Craig Hughes-Cashmore told how he’d experienced first-hand the legal system’s shortcomings as an instrument of justice for victims of sexual abuse, and how he’d responded by founding the Survivors and Mates Support Network (SAMSN). SAMSN works “to increase public awareness of the effects that childhood sexual abuse can have on men in their adult lives” and also runs 8-week structured counselling programs for male victims of abuse.
Improving access to justice for indigenous Australians
Dr Dylan Coleman (School of Population Health, University of Adelaide) outlined the movement to recognise native title rights which are enshrined in King William IV’s 1836 Letters Patent, SA’s founding document. Dr Coleman also presented the short film Walking with Us – a collection of stories told by indigenous elders in SA about the importance of cultural protocol. Rachel Ball (Human Rights Law Centre) spoke about the importance of inviting indigenous clients to tell their own stories to support indigenous advocacy, drawing on her Victoria Law Foundation’s Fellowship Report “When I tell my story I am in charge – ethical and effective storytelling in advocacy“.
Outreach and RRR legal services
Seranie Gamble (NT Legal Aid Commission) discussed successful strategies for outreach legal services employed in the often difficult environmental conditions present in the Northern Territory. Jenny Lovric (Legal Aid NSW) demonstrated IDPlacemaker, an online tool for demographic analysis which provides a valuable evidence base for outreach work. Jenny also discussed the Collective Impact collaborative framework. Annie Nash (National Rural Law and Justice Alliance) spoke of collaborating with corporates for RRR justice and the importance of values congruence.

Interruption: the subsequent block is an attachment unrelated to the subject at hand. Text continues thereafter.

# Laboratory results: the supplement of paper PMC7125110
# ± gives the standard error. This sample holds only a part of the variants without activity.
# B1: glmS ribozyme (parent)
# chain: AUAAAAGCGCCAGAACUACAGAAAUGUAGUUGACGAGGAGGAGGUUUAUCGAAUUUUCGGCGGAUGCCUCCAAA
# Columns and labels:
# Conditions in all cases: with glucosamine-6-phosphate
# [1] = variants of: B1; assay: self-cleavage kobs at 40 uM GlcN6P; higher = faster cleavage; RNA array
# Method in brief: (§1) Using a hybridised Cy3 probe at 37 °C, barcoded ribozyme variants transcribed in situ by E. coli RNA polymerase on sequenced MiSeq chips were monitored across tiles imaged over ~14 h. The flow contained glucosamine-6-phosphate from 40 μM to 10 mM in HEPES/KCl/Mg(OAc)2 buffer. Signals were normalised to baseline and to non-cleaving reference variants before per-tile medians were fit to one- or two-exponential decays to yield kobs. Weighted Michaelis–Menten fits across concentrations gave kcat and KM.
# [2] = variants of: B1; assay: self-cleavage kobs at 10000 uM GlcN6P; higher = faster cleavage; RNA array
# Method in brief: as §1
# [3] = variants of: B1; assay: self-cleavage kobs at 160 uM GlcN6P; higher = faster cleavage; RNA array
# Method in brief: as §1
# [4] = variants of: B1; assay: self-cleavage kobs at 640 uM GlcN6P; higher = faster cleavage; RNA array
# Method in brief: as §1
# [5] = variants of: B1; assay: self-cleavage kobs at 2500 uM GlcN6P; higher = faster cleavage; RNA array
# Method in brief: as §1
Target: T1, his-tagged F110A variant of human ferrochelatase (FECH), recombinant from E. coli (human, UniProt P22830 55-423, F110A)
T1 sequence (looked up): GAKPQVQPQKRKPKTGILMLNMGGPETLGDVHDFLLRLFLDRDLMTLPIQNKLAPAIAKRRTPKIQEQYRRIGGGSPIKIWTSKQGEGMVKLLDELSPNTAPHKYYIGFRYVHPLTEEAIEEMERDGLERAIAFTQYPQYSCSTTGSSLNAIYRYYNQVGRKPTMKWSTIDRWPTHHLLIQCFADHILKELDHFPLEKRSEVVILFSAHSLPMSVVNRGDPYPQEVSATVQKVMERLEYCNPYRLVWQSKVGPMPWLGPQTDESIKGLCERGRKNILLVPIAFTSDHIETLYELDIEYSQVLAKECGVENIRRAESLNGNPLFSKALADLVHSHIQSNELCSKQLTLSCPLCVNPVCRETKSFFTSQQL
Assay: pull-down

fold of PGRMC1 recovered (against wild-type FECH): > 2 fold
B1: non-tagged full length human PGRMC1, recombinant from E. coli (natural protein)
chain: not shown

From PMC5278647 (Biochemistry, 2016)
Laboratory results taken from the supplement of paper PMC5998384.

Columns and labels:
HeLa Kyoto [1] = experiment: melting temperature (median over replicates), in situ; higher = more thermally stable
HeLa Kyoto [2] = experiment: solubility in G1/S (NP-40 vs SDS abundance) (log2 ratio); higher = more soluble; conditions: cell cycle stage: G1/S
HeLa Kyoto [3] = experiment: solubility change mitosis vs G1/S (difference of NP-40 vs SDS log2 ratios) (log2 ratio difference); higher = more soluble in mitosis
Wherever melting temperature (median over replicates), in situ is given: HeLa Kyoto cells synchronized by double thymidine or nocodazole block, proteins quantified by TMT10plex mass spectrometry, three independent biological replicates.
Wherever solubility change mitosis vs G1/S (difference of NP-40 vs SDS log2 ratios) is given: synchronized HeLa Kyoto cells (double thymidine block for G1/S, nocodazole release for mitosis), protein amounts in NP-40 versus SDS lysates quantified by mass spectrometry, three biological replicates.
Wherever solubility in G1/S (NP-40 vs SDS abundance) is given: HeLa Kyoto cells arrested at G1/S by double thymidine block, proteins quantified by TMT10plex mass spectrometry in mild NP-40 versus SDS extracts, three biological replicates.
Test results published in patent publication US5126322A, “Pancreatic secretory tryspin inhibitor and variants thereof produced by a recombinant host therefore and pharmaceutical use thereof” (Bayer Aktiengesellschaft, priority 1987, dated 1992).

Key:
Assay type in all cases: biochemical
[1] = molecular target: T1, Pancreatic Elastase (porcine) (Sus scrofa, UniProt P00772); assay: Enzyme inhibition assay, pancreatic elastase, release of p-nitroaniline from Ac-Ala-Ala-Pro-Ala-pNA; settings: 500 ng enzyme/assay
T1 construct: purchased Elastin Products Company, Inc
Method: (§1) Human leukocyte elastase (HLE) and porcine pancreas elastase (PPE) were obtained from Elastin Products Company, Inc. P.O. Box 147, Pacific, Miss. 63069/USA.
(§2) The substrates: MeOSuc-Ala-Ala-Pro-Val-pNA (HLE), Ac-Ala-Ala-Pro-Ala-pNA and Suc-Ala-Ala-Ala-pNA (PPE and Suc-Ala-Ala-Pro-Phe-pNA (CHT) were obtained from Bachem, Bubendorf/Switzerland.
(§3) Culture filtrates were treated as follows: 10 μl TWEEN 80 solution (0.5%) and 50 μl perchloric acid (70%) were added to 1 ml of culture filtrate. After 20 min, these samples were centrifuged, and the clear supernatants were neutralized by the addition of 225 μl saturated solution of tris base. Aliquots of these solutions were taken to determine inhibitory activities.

Solving legal problems with practical solutions
In an energetic and diverse session delegates heard from 10 different speakers about their innovative projects in “BIG TED small talks.” Denise Boyd (Consumer Action Law Centre) told how distributing “Do not Knock” stickers has reduced the incidence of door-to-door sales of unnecessary insurance. Sue Garlick (QPILCH) explained how distributing the Legal Health Check to non-legal service providers helps them identify their clients’ legal problems. Janice Loughman (Women’s Legal Services NSW) took out the prize for the best ‘small talk’ for her powerful presentation on the legal assistance that WLS NSW provided to the women of the Bethcar Children’s Home at the Royal Commission into Institutional Responses to Child Abuse.
Senator the Hon George Brandis QC, Attorney-General of Australia, gave the closing address.
Senator Brandis began by acknowledging the importance of the work done by the sector in assisting vulnerable Australians in their interaction with the legal system – often at their moment of greatest vulnerability. He cited collaborative service planning as key to ensuring the community legal sector remains sustainable, to “avoid a siloed approach to service delivery and maximise and concentrate where it is most needed, the available government funding”.